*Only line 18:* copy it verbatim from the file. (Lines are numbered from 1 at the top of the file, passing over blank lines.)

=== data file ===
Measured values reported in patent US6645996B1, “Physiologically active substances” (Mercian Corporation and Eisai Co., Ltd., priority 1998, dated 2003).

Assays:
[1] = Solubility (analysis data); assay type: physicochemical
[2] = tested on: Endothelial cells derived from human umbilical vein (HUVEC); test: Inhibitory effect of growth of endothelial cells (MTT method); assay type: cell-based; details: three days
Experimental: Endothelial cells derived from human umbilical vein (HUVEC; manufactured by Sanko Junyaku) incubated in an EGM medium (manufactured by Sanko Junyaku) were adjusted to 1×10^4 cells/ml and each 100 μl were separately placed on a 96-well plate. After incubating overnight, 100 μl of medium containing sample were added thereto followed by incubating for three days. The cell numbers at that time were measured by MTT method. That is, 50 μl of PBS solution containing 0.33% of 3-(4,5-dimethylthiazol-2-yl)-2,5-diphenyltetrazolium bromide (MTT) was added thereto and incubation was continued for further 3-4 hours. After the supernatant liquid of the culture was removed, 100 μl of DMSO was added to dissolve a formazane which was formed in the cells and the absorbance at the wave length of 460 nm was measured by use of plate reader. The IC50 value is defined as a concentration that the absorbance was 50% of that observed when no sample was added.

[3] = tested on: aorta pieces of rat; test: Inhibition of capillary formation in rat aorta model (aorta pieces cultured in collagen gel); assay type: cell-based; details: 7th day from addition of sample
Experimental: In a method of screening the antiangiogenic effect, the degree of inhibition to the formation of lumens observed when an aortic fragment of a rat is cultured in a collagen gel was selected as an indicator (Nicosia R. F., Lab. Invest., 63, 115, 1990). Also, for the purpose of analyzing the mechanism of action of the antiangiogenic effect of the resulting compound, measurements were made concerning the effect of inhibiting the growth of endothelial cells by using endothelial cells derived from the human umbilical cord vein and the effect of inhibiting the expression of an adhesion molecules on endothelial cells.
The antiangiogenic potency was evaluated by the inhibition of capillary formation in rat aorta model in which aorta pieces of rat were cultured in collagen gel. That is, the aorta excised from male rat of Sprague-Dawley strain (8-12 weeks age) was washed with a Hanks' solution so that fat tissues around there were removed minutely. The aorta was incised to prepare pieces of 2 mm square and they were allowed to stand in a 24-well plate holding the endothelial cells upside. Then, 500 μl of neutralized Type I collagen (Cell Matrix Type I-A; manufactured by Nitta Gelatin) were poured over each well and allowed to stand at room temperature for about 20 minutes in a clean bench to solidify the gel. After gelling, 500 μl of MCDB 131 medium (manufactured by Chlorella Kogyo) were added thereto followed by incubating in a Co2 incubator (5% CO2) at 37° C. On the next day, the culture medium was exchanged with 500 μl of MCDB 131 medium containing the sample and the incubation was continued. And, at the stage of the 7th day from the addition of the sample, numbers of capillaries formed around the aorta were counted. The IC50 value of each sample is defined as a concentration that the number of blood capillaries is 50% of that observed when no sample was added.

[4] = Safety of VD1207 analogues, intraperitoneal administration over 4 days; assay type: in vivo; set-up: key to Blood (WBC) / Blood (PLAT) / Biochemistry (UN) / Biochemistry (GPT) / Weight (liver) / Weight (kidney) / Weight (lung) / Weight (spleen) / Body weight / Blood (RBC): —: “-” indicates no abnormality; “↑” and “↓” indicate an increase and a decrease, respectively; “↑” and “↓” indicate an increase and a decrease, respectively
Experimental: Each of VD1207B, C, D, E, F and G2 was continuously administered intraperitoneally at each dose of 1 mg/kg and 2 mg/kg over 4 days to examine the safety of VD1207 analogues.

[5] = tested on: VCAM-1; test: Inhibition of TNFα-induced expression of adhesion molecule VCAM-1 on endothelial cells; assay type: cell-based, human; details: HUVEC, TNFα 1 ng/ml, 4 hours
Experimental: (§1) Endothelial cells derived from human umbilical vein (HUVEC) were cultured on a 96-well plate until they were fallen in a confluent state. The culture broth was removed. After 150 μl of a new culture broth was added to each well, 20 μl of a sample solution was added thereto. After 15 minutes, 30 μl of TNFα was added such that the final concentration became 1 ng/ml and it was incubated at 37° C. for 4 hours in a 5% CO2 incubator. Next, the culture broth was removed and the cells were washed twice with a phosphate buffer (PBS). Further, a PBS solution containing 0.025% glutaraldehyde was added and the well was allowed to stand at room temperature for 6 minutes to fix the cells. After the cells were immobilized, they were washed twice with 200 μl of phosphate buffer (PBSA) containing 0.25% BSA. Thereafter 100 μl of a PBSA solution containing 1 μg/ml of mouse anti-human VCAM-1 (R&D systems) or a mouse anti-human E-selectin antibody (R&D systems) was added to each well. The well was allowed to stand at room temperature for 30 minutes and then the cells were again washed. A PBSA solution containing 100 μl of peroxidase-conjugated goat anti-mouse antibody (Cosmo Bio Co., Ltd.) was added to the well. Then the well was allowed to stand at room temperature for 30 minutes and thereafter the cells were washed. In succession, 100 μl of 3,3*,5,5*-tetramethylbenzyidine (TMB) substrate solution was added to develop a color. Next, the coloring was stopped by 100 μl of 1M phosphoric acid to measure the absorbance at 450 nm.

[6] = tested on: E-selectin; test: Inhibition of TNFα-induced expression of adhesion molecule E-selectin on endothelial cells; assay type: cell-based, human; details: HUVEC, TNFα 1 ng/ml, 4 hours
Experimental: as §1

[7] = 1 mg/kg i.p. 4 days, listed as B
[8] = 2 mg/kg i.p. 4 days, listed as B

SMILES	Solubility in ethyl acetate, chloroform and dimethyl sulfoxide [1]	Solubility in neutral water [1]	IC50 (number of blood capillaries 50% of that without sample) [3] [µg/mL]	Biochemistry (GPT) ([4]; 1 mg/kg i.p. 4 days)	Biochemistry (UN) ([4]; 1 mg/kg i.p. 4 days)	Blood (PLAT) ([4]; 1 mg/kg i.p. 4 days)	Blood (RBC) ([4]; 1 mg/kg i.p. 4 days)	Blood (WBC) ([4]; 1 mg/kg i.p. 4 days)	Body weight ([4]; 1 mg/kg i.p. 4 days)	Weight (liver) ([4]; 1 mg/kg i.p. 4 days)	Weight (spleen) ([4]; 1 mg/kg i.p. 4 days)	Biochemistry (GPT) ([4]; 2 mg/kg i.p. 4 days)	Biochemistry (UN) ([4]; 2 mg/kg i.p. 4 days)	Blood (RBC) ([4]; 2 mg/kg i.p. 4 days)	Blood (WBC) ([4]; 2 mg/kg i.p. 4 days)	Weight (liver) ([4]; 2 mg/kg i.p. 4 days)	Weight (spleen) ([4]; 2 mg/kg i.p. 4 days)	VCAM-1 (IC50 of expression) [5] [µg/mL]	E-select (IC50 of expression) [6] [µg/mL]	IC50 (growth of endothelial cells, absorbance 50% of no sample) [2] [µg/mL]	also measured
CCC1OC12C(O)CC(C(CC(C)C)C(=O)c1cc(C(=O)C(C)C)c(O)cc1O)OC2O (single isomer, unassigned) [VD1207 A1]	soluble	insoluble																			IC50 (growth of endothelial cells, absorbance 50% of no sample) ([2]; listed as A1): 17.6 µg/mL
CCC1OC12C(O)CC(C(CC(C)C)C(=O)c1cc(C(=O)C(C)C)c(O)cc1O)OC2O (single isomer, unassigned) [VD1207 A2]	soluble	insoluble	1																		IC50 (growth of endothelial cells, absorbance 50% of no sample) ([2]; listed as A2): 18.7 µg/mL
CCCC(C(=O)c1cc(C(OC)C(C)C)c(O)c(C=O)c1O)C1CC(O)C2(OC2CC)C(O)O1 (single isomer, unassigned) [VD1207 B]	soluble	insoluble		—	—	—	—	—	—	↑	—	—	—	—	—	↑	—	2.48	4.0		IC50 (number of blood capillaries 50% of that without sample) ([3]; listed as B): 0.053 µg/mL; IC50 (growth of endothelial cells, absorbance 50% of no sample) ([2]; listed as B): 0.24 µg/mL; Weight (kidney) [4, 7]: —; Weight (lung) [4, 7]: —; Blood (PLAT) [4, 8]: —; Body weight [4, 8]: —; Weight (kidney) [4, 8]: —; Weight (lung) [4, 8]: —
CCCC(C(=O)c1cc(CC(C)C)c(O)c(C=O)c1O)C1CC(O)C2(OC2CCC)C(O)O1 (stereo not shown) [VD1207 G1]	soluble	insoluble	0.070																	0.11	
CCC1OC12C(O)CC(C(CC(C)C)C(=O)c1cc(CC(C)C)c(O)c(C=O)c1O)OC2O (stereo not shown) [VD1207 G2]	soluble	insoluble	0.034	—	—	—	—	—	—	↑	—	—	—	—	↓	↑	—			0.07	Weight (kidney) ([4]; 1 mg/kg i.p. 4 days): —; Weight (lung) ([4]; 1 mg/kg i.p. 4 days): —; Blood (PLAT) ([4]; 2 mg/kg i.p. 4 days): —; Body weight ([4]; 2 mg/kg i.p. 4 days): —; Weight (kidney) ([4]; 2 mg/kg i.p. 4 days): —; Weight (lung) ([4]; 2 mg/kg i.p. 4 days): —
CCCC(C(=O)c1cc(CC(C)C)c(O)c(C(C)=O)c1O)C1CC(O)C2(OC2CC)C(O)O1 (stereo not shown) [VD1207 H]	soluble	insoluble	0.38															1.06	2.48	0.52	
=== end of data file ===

CCC1OC12C(O)CC(C(CC(C)C)C(=O)c1cc(C(=O)C(C)C)c(O)cc1O)OC2O (single isomer, unassigned) [VD1207 A1]	soluble	insoluble																			IC50 (growth of endothelial cells, absorbance 50% of no sample) ([2]; listed as A1): 17.6 µg/mL